‘Like the level below Hell’ - speaking out about eating disorders as awareness week starts
- Credit: Archant
'Like living in the level below Hell'. That is how 23-year-old Stacey Taylor described her experience of anorexia and bulimia.
Now Miss Taylor, from Dereham, has shared her story to help raise awareness of Eating Disorders Awareness Week, which starts today (February 26).
She said her own disorders became 'all-consuming illnesses' when she was 16.
Miss Taylor said: 'It made me believe I was fat, useless, unworthy, unlovable and weak. But I was fighting for control I never seemed to get.
'It made me believe that losing weight would somehow make things better and anyone who contradicted this became the enemy. I turned into someone who lied, cheated and manipulated people so I didn't betray my eating disorder.'
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Miss Taylor said the disorders developed from self-harming and depression, which she had struggled with from an early age. She was also a high achiever at school - completing much of her GCSEs two years early - which added to the strain. Miss Taylor said: 'It was a lot of pressure and I felt that I was not good enough to be in this group with my peers.'
Miss Taylor said that while her disorders were now manageable, she still had relapses.
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The awareness week comes as eating disorder charity Beat has revealed YouGov research showing 34pc of UK adults cannot name any signs or symptoms of illnesses such as anorexia and bulimia.
The charity's chief executive, Andrew Radford, called on the government and NHS to do more to increase awareness of early signs and symptoms.
Mr Radford said: 'Eating disorders are serious mental illnesses and when people are treated quickly after falling ill, they are much more likely to have a fast and sustained recovery.'
Miss Taylor agreed, saying: 'Recognising symptoms is important. I often wonder if my eating disorder would have ever got as bad as it did if the people around me knew what to look out for. I think the earlier the illness is picked up on, the easier it is to treat.'
To find out more about the signs and symptoms of eating disorders and what is being done to fight them - including a support service for men set up in partnership with Asos, visit www.beateatingdisorders.org.uk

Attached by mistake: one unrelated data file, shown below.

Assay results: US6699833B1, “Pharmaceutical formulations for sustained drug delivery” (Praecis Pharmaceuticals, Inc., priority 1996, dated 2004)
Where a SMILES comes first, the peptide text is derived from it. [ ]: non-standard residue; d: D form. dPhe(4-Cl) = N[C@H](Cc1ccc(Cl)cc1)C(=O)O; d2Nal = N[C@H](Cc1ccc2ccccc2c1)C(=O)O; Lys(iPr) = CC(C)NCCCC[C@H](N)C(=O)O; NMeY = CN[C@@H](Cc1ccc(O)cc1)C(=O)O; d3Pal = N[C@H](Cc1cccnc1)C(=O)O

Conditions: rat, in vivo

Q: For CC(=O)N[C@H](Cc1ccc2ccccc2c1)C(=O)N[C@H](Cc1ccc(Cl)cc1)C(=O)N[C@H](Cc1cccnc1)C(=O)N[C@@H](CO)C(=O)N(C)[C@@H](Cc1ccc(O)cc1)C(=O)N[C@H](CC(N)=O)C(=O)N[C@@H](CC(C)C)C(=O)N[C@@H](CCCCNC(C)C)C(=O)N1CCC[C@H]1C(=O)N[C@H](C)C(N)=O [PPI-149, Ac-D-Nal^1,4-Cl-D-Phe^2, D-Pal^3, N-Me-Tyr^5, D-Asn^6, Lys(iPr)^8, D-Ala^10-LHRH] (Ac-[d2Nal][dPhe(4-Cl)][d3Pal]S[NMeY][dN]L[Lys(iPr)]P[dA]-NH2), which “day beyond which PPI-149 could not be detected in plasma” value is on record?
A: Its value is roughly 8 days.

When she was just 12 years old, Chloe Baugh was put into an eating disorders inpatient unit for treatment.
Now 18, she said she had recovered from anorexia, which has had a major impact on her life.
Miss Baugh, from Harleston, said: 'I had been suffering from other mental health issues since I was seven. I didn't like who I was so I wanted to change it. It was very much a control thing for me as I felt unable to control other aspects of my life.'
Miss Baugh said the illness meant she missed a lot of school because of appointments, and needing bed rest because she was in such poor condition.
She added: 'I also was unable to go out with friends and family as I was too scared of eating in public. It consumed my thoughts and because of this I found it very difficult to interact with people. I argued with family which put strain on relationships as I felt they were trying to go against me when they were trying to help.'
Miss Baugh said it was crucial to get the word out about eating disorders to help save others from similar experiences.
She said: 'When people are aware of signs and symptoms and the stigma surrounding eating disorders is reduced then people will have easier access to support.'
Some signs of eating disorders
The main eating disorders are anorexia, bulimia, and binge eating disorder.
Signs of anorexia include: Saying they have eaten earlier or will eat later, or that they have eaten more than they have; not being truthful about how much weight they have lost; and strict dieting and avoiding food they think is fattening. People with anorexia often have a distorted perception of their body shape or weight - for example, thinking they are much larger than they are.
Physical signs include difficulty sleeping, tiredness , stomach pains, weight loss and loss of muscle strength.
Signs of bulimia (binge eating then purging) include secrecy, hoarding food, irritability and self harm.
People with bulimia often feel anxious and tense, especially around meal times or when eating in front of others. They may sometimes develop calluses on the backs of the hand if fingers are used to cause vomiting, and go through regular chances in weight.